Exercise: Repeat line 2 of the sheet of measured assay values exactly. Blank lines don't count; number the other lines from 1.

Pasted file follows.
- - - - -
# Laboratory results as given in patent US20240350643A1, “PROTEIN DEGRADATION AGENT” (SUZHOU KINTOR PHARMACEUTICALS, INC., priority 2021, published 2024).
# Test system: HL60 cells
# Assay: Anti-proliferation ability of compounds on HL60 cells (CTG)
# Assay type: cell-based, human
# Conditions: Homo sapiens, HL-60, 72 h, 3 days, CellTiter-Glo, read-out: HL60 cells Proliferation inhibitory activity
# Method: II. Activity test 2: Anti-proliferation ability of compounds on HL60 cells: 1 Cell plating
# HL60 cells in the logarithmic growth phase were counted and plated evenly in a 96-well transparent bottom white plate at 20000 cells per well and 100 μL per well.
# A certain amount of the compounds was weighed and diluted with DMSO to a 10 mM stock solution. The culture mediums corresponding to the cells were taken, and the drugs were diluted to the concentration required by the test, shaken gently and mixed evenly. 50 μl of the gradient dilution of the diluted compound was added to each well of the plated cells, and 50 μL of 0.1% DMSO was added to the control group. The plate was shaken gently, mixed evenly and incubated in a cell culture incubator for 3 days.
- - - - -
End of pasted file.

# Test system: HL60 cells